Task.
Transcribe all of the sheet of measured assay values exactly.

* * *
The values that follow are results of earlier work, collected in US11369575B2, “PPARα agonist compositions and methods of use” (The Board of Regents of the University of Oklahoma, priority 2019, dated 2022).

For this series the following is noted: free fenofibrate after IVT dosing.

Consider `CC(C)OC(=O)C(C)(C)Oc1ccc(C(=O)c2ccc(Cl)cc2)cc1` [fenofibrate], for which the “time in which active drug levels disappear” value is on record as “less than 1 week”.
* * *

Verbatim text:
The values that follow are results of earlier work, collected in US11369575B2, “PPARα agonist compositions and methods of use” (The Board of Regents of the University of Oklahoma, priority 2019, dated 2022).

For this series the following is noted: free fenofibrate after IVT dosing.

Consider `CC(C)OC(=O)C(C)(C)Oc1ccc(C(=O)c2ccc(Cl)cc2)cc1` [fenofibrate], for which the “time in which active drug levels disappear” value is on record as “less than 1 week”.